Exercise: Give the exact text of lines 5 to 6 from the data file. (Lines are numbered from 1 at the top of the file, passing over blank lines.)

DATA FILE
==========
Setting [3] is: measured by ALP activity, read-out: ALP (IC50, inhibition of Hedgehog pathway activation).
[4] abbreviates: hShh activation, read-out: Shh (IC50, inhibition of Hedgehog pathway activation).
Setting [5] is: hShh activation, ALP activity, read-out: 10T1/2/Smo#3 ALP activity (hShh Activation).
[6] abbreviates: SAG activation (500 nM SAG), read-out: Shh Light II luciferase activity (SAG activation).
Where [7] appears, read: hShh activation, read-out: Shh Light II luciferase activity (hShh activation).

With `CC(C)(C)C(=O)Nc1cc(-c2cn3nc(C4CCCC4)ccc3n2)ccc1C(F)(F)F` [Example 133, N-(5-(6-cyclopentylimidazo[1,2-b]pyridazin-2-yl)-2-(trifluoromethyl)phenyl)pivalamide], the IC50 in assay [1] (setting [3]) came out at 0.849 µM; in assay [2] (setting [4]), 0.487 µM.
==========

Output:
Where [7] appears, read: hShh activation, read-out: Shh Light II luciferase activity (hShh activation).

With `CC(C)(C)C(=O)Nc1cc(-c2cn3nc(C4CCCC4)ccc3n2)ccc1C(F)(F)F` [Example 133, N-(5-(6-cyclopentylimidazo[1,2-b]pyridazin-2-yl)-2-(trifluoromethyl)phenyl)pivalamide], the IC50 in assay [1] (setting [3]) came out at 0.849 µM; in assay [2] (setting [4]), 0.487 µM.